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But we have only been travelling a few weeks and we are not ready to stop moving just yet. So we simply paused a few days, caught our breath and caught up on washing, did some research and planning as to where we were headed next and enjoyed a little taste of what Nelson has to offer. When we left we were headed towards Takaka with high hopes of adventures to be found.

Let’s slow things down

Our trip so far has felt a little bit fast and furious, now it was time to really slow things down a bit, that is after all the greatest advantage of living on the road permanently – there is no time line and no need to rush. One of our rules since we are convoying and not all in the bus is that an hours driving a day is enough, when we left Havelock we didn’t even get close to an hours worth of travel. We were aiming for a spot just past Rai Valley but when Oliver and I arrived it was much smaller than we had thought and very full of mainly non-self contained vehicles. Since it’s a spot that is only meant for self contained vehicles it’s a little annoying, purely because we have spent considerable time and money so we can camp responsibly then we can’t park in the spots council have said self contained vehicles can because of people who aren’t doing things properly. Freedom camping is really in the spotlight here at the moment and not normally in a positive way, we really don’t want to be lumped in with the people who are taking advantage and not doing it cleanly or responsibly, so we decided to backtrack a little to a Doc campsite at Pelorus bridge. Instantly we were so grateful we did, those pesky campers did us a favour on this occasion.

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Most Doc camps are fairly basic affairs, long drop toilets, a few taps to get water and not much more. Pelorus bridge has a fairly new looking kitchen facility, flushing toilets and hot showers, even a coin operated laundry facility. On top of the modern conveniences it is right next to the most glorious river, an abundance of walking tracks and a cafe just a few minutes stroll away just to top it all off. Within half an hour of arriving Oliver had Dad down by the river and by the time I had the washing on the line and the bus a bit organised I looked out the window to see Oliver pants thoughtfully rolled up to his knees but wading in water that came up past his waist. And this is mainly what our day consisted of, a short walk after lunch to a swingbridge further down the river and then back to the bus to put on our togs and headĀ  back to our bit of the river. The water was completely freezing but Wayne managed a quick swim, I got up to my knees and that was more than enough for me.

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The next morning we woke feeling like we weren’t quite ready to leave yet, it was so idyllic we just wanted one more night. So we decided to take a drive out to the French Pass in the car and leave the bus just where it was for the moment. This was a drive we were never going to do in the bus anyway as there is a long windy, narrow dirt road to get there. It was interesting enough passing other cars coming the other way on some parts of it, definitely wouldn’t have been suitable for our big beast. Once again we were left in awe of the stunning views as we drove in and once we got there it was actually hard to stop taking pictures of the perfect little bay.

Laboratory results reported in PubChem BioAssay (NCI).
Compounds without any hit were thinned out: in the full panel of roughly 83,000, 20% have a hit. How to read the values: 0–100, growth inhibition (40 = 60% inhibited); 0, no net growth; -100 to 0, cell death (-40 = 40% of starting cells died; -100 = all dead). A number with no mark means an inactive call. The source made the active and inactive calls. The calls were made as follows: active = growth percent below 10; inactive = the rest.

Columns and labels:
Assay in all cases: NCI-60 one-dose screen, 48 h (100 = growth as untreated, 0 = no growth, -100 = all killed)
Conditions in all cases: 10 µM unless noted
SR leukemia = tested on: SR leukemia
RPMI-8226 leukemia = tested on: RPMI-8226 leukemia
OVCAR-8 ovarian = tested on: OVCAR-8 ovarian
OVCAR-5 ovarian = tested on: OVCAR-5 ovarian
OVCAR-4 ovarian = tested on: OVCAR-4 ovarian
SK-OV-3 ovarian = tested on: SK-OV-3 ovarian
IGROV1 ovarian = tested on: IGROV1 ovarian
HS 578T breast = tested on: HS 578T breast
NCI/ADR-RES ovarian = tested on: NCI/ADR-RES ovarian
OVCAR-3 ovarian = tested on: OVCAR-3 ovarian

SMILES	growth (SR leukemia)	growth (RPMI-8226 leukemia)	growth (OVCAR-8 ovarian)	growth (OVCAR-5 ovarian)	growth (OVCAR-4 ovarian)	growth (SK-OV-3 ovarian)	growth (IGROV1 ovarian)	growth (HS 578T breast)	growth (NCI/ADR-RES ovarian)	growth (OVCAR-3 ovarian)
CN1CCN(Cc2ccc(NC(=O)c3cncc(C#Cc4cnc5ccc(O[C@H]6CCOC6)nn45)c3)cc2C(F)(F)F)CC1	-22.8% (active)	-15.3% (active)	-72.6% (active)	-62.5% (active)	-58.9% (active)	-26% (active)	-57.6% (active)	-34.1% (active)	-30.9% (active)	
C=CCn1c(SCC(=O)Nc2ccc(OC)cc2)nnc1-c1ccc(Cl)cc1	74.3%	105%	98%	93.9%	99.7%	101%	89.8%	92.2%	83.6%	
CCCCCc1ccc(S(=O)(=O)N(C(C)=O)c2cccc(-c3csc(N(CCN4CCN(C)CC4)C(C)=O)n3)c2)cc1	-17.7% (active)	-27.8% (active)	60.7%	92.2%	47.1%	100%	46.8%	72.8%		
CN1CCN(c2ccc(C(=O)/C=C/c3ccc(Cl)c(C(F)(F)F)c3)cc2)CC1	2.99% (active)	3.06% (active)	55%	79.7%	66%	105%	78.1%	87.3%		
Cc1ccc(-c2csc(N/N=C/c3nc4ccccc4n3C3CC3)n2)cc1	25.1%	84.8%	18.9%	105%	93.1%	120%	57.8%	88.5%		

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Even after having to do the same long, windy drive all over again in reverse this was still a trip worth making. I have always been aware of how lucky I am to call this country my home but every time I think that we have found the most beautiful spot ever down here, we drive around another bend and it just gets even more amazing. I feel so lucky to be having this time to really enjoy all the little places that we find, to soak in all the things around us and at the same time to really enjoy my time with Oliver without a lot of the everyday distractions we used to have in our lives. He is going to be five in a little over a month and his growing personality makes me very aware that normally we would be getting him ready to head off to school. It also makes me very glad that for us this is not the end of our years with him at home, instead this is a time where Wayne can have some concentrated, uninterrupted time with him like I have been lucky enough to have for the last five years. And for Oliver and I our relationship is growing and changing to, he is moving out of that little boy stage where he was so dependent on me and asserting his independence more all the time. This of course brings challenges and a fair bit of boundary pushing some days, but that is just part and parcel of parenting really. For us I think the good bits outweigh the harder so much more now than they used to. Perhaps it’s because we are both around to share the load, or because we are just having so much fun all the time, or because we have eliminated a lot of the worry and stress from our lives now. Most likely it is a mixture of all these things and I hope that we keep getting the balance right for a lot longer.

 

Goodbye Tauranga

 

The day I sometimes felt would never arrive is finally here! All the lists of jobs we had have finally been ticked off, a few things we never anticipated have been thrown in just for good measure to keep us on our toes. Everything we own is now inside our bus or our small storage unit. And we have said goodbye to all the people who made up our world and our lives here in Tauranga.